In fisheries the world over, subsides are an important policy instrument. The rationale for the use of subsidies is that they will either be used to correct market failure (provide a public good or correct for an externality) or to redistribute resources in order to improve welfare. In Scotland, there are a number of direct and indirect mechanisms for supporting the industry. . These subsides, however, can also have negative effects on the industry. A 2004 report by the Office of Fair Trading ( OFT), concluded that subsidies can create market distortions that affect allocation, productivity and dynamic efficiency. In particular, it was highlighted that the use of direct subsidies that cover fixed and variable operating costs affect firms behaviour and entry and exit decisions ( OFT, 2004). The use of direct subsidies gives incumbent firms an advantage over potential new entrants. This facilitates a low rate of exit as recipients of these subsidies will be allowed to remain in the market when they may otherwise have experienced business failure and exited. This affects competition, with an artificially low rate of business failures making it difficult for new firms to enter the industry. While there may be good grounds for the various subsidy programmes which benefit the fishing industry, it is important to be aware that, in addition to their beneficial impacts, they may have unintended implications for exit and entry into the industry.
2.3 Expected Returns on Investment: Analysis of entry/exit decisions in the North Sea English beam trawl fishery revealed that the decision to exit or enter a fishery depends on the expected benefits of either action (Tidd et al., 2011). Given the operation of complex conservation regulation, new entrants may be discouraged from entering into the industry given the uncertainties created by regulation that affects the potential future revenue streams from fishing regulated stocks. For example, a Fixed Quota Allocation ( FQA) holding provides an opportunity to receive a revenue flow from a fishery, however, as the quota is a percentage of a set TAC, the quantity in weight of fish landed is open to vary year on year, therefore creating uncertainty over future profit streams. Other regulations, such as effort controls and the upcoming landings obligation, are likely to produce uncertainty as well as economic factors such as prices and costs. Consequently low expected returns on investment may exacerbate the financial barriers to entry. If expected returns were high, the financial barriers to entry would be less of an issue.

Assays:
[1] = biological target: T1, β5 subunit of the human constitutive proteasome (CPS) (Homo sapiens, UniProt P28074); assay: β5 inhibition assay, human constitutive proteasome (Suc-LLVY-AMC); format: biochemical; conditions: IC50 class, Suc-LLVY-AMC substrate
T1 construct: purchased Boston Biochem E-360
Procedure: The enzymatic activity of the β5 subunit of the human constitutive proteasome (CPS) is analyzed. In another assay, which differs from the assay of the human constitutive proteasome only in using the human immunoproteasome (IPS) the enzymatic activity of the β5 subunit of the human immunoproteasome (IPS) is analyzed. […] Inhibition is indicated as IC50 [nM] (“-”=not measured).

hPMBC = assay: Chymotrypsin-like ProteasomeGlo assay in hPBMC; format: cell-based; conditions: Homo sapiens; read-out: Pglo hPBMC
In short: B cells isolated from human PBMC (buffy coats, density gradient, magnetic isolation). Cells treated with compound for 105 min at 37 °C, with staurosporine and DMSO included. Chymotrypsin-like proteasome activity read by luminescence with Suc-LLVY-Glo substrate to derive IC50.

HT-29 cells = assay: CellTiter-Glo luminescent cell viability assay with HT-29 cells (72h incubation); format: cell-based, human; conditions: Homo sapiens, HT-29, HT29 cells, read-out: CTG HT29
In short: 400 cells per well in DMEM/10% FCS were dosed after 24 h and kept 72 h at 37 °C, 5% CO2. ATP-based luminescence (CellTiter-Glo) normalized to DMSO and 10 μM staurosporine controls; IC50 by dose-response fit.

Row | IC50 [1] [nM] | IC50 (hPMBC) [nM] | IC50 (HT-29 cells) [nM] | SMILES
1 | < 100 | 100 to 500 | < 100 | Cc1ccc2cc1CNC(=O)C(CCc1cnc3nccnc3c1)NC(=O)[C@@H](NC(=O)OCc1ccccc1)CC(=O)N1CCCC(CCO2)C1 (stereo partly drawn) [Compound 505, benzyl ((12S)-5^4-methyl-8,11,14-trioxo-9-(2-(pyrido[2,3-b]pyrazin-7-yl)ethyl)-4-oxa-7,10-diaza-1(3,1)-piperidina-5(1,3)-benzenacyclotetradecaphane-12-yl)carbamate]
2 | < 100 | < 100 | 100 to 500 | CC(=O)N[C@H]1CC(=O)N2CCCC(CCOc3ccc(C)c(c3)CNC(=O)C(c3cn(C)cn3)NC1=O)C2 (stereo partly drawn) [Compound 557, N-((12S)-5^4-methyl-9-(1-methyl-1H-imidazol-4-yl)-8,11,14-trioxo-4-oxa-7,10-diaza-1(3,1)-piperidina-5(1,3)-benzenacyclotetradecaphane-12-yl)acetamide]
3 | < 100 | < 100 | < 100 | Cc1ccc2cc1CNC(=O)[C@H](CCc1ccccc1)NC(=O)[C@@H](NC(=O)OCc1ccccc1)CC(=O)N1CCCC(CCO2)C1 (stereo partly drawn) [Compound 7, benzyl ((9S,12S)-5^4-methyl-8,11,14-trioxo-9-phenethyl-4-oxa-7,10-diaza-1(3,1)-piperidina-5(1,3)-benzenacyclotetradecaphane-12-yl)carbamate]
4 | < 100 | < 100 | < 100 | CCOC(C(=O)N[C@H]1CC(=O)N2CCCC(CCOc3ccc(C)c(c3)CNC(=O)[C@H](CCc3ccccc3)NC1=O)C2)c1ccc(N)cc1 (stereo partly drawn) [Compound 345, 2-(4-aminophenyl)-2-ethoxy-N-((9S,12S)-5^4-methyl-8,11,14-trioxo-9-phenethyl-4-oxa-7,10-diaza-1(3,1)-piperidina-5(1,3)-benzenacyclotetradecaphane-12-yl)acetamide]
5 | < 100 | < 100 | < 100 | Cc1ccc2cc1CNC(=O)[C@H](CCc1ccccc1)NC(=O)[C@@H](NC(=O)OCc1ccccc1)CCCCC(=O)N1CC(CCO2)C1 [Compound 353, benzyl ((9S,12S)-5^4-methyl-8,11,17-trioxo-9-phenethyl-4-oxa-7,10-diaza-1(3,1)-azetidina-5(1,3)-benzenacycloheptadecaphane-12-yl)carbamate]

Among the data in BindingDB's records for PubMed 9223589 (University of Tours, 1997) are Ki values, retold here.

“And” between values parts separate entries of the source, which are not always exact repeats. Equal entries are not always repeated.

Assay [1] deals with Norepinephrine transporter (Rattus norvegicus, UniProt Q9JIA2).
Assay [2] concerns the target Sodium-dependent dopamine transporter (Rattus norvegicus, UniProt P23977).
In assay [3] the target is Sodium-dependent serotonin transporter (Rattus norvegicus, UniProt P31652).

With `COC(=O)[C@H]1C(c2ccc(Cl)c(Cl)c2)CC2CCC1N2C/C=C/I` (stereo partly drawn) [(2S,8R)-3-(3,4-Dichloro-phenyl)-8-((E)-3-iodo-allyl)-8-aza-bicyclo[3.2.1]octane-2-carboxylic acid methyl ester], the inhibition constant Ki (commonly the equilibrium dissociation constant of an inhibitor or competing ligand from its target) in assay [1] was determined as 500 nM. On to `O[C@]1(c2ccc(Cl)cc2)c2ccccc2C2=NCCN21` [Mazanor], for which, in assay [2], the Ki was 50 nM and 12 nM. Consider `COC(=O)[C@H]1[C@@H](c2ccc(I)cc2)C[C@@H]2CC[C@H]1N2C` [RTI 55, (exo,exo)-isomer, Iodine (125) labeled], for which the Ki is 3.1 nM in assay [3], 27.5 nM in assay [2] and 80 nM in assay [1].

2.4 Acquiring knowledge and skills: To gain a career at sea, potential fishers have to gain specific skills and qualifications. Education and training requirements can act as a barrier to entry as fishers must undergo basic safety training as well as specific oral exams for skipper and mates tickets. Access to education, in terms of funding, is often a constraint in many markets.
2.5 Cultural perceptions: The International Maritime Organisation ( IMO) identified that in some parts of the world, particularly the traditional maritime countries, there is an apparent reluctance amongst young people to choose seafaring as a profession. The implication behind this trend is that the profession of 'seaman' in the OECD countries is becoming less attractive from the point of view of personal and even professional life. Cultural perceptions have also limited entry into Scottish farming, as potential new entrants have turned away from farming in favour of other, more financially secure professions ( ADAS 2004). In Scotland, the fishing industry has strong competition from other marine careers, notably oil and gas, renewables and the merchant navy, that offer younger workers greater financial security. Despite this, a strong commonality across the industry engagements was that adequate enthusiasm exists amongst younger persons in Scotland towards a career in the industry.
2.6 A role for government?: While there are clearly barriers to new entrants and potential, though uncertain, benefits from increasing the rate of entry, the basis for any government intervention is less clear. It is broadly accepted that well-functioning markets in which price is determined by the interplay of supply and demand are an effective means of allocating scarce resources. Where markets do not function well i.e. where there are market failures, then markets may misallocate resources resulting in inefficient outcomes. Even where markets are efficient, they can lead to inequitable outcomes which are regarded as morally or politically unacceptable .
Government may seek to intervene to improve outcomes where there is market failure or significant concern about the distribution of incomes and wealth. It is not obvious that either of these situations prevails in the case of new entrants in the fishing industry, beyond minor failures in the availability of information and provision of training, and the case for government intervention is at best unclear even in theory. The Scottish Government Economic Strategy (2007) notes that " without addressing significant market failures or legitimate equity concerns, government action risks crowding out private sector activity or creating new sources of inefficiency or inequity".